Horsepower and Performance
The smartphone runs on Samsung's powerful 1.6GHz quad core Exynos CPU with MALI 400 graphics. It eats up benchmarks, it laughs at 3D tests. The Note II scored 6,001 on Quadrant, which is faster than older Tegra 3 models and it only falls slightly behind Qualcomm's S4 Pro quad core CPU and more than slightly behind the newer Tegra 3 in the HTC One X+. On GLBenchmark 2.5 it beats everything except the HTC Droid DNA. This Android smartphone won't feel slow a year into your contract.
||GLBenchmark 2.1Egypt Offscreen
|Samsung Galaxy Note II
||66 pfs (v.2.5 used)
|LG Optimus G Pro
||28 fps (GLBench 2.7 used, so results are lower)
|Samsung Galaxy S4
||41 fps (GLBench 2.7 used, so results are lower)
|HTC Droid DNA
||78 pfs (v.2.5 used)
|LG Optimus G
||59 pfs (v.2.5 used)
|HTC One X+
||52 pfs (v.2.5 used)
|HTC EVO 4G LTE
|| 56 fps
|Motorola RAZR HD
|| 51 fps
|HTC One X
|Samsung Galaxy S III
Like the Galaxy S III, the Note II has an identical 8 megapixel camera that can shoot 1080p video. We still noted some exposure issues in bright outdoor shots where the camera rendered hazy images, but the new HDR feature helps greatly with that. Dedicated image processing chips are the next big thing in high end phones (the HTC One X has one too), and that allows for extremely quick shot times. Again, like the Galaxy S III, HTC One X and HTC One S, you can shoot photos while simultaneously recording video but there's no slow motion option like that of the One X and One X+. There are plenty of effects to play with: exposure, macro mode, face detection, smile detection and panorama. This is a very capable camera.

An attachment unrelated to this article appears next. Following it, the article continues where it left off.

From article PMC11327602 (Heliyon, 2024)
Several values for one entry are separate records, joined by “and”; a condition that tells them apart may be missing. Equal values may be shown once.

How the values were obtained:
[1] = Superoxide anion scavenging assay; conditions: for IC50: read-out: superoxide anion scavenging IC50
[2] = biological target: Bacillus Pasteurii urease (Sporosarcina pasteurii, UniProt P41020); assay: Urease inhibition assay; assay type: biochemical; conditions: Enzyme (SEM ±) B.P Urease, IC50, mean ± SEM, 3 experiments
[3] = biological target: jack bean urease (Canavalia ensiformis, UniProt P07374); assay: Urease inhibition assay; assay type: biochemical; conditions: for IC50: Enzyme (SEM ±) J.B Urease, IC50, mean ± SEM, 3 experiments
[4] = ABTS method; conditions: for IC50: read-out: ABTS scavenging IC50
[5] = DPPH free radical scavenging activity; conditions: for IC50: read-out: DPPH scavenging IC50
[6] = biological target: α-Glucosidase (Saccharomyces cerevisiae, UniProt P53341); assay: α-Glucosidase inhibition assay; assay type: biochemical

Video quality is excellent at 1080p and 30fps: video is sharp and colorful with smooth motion and little in the way of blockiness. The continuous autofocus sometimes hunts when several subjects are in motion at once, but overall it's great stuff.
As with the first generation Samsung Galaxy Note, if you don't mind a very large phone and your use tends more toward web, email and video rather than calling, the Samsung Galaxy Note II is a unique cross-over phone that works both as a small tablet and a phone. It's not eminently pocketable, nor is it easy to use with one hand, but nothing beats the big screen experience when watching videos or surfing the web without panning and zooming. Our dream? The Note II with the screen quality of the HTC One X+ and the iPhone 5!
Price: $299 on most carriers with contract (higher on T-Mobile)